• • •

On a recent visit to his office, with Magical Butter's general counsel, Vincent Pazienza, glowering nearby, Angel explained the nuances of the new machine, for which nearly a dozen patents are pending. MB3 functions as a combination blender, slow cooker, food processor, mixer and even ice cream maker (it gets both hot and cold). For the home cook this could mean a clutter-free kitchen counter; for the professional kitchen it might usher in more automated recipe execution. Angel's animated explanation began sounding less like the latest, greatest alternative to the bong and more like, as Angel described, "the Tesla of kitchen appliances."

Look around the Magical Butter headquarters and the free-spirited psychedelia associated with pot culture bubbles up: A foosball table at the entrance and a bucket of wiffle balls stave off mental blocks, and a row of bright green fright wigs and "Mr. Butter" costumes stand at the ready for festivals. A Magical Butter limousine and VW van are lavishly painted, and employees wear lime green Mr. Butter T-shirts (a character like a trippy Casper the Friendly Ghost wearing a Bluetooth headset). At trade shows, Angel and crew wear board shorts and set up laser light shows. And in fact the Magical Butter apparatus itself offers a kaleidoscopic LED light display while it cooks.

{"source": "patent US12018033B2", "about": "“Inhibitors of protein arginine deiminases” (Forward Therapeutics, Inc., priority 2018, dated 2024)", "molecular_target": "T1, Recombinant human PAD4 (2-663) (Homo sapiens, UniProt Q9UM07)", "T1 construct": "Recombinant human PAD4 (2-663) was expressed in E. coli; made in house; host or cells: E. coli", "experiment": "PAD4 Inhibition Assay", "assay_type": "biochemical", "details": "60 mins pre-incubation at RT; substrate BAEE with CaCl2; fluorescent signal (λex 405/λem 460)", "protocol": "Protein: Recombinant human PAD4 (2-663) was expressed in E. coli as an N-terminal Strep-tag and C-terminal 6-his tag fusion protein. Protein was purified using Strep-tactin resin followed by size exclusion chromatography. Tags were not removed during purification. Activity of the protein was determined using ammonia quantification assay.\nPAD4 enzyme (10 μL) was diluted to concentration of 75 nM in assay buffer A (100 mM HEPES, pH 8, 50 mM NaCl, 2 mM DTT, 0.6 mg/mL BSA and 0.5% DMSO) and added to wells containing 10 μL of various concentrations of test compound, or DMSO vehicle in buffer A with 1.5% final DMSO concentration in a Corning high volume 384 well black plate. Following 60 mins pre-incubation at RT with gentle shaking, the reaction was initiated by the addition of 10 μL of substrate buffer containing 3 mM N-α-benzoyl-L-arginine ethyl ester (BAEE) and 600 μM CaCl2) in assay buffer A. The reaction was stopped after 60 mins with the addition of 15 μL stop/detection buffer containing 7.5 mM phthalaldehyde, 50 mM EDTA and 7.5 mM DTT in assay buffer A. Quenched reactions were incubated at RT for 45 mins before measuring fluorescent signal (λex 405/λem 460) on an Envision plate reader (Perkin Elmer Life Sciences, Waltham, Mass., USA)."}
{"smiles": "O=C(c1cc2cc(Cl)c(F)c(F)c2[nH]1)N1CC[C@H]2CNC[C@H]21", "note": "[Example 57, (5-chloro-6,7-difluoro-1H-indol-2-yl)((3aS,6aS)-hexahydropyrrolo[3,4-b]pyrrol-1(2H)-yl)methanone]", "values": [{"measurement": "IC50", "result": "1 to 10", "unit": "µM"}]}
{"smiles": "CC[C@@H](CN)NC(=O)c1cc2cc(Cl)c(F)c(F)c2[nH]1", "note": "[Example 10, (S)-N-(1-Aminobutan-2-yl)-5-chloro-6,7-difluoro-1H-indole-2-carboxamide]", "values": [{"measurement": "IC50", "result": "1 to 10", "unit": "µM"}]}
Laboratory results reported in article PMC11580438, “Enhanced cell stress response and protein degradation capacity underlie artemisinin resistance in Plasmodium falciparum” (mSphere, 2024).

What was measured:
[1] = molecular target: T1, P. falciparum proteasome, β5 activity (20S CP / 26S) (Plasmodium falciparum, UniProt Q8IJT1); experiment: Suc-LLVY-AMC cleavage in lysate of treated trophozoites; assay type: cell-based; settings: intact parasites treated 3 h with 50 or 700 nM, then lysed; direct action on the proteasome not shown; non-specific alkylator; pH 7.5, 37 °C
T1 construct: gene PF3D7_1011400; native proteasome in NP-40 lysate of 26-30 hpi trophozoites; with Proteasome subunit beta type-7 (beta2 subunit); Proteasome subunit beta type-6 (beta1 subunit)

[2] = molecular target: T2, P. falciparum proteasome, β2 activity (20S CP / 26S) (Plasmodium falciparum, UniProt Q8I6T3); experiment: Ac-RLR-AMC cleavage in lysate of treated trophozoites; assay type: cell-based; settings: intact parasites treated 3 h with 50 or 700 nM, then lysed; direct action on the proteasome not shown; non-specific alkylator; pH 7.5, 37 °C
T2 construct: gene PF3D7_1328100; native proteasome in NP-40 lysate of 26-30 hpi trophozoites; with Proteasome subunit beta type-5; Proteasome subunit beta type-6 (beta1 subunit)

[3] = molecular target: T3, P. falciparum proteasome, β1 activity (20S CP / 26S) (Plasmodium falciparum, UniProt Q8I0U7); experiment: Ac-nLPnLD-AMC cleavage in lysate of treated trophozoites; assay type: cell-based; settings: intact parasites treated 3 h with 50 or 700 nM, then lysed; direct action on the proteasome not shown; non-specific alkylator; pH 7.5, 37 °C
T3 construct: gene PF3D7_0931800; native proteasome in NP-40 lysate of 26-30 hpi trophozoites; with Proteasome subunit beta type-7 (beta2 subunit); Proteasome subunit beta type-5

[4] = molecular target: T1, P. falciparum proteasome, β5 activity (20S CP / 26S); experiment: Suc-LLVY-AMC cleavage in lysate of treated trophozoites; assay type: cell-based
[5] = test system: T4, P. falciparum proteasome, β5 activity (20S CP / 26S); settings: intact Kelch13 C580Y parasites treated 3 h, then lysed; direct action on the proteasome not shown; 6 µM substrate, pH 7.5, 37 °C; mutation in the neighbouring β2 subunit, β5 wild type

Magical Butter's Facebook page, 61,000 fans and growing, has become a clearinghouse for botanical extraction know-how as well as medicinal and recreational marijuana use information.

• • •

Western Washington resident Ted Rude, 56, uses cannabis oil made in the Magical Butter machine to treat kidney failure, Crohn's disease and bladder cancer. He has limited use of his right hand, so ease of use is crucial to him.

"I go to my dispensary and pick up the herb of my choice. I put the machine on the counter. I take a 24-ounce bottle of certified organic canola or flaxseed oil and pour straight out of the bottle into the machine. I pour the herb straight into the machine and put the top on. I hit the temperature button and timer button and I walk away."

In two hours, he has a finished product that he strains and incorporates into Rice Krispies treats. He says that without his MB2 he couldn't control potency or dosage.

"Medical marijuana is expensive, so it's also important to know I'm not going to burn it or ruin it. I'm off all of my hard medication since I started doing this, and my health is now stable."

Angel considers Magical Butter a think tank and sees numerous applications beyond cannabis, both in day-to-day meal preparation as well as other medicinal plant extracts with applications from skin ointments to treatment for mood disorders.

"We are creating revolutionary technologies that help people with many medical ailments."

Laura Reiley can be reached at lreiley@tampabay.com or (727) 892-2293. Follow @lreiley on Twitter.